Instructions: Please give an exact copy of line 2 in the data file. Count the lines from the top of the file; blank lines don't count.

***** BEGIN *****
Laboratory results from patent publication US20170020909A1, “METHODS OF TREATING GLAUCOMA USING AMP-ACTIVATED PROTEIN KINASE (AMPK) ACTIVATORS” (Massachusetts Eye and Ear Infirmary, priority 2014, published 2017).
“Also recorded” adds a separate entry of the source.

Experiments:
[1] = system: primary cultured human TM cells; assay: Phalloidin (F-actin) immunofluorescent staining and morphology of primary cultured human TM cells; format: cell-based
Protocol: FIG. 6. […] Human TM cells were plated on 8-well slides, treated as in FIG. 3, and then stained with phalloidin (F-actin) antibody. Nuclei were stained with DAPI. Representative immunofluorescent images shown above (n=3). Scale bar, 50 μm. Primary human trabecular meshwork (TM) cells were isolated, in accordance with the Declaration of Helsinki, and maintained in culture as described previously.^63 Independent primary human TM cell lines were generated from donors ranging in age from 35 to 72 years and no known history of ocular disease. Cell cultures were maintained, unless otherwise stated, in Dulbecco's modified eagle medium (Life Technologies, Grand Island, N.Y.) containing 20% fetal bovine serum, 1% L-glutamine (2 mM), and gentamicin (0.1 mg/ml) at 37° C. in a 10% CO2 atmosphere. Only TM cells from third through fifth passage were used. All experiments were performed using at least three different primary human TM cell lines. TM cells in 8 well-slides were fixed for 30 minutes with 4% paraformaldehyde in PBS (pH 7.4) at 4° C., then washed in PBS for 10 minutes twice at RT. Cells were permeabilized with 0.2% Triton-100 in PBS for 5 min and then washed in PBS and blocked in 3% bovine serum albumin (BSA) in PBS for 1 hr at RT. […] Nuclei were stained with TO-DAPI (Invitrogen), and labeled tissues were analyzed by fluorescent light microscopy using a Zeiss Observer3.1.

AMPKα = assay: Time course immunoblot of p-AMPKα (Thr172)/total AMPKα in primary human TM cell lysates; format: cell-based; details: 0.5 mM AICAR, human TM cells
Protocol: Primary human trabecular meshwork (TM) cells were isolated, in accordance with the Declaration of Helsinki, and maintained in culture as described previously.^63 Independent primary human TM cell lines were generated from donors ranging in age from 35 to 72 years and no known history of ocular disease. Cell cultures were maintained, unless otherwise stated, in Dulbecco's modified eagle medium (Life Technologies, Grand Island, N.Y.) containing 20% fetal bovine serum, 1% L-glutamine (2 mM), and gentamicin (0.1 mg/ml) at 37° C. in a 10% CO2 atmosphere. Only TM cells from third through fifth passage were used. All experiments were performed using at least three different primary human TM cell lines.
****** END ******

“Also recorded” adds a separate entry of the source.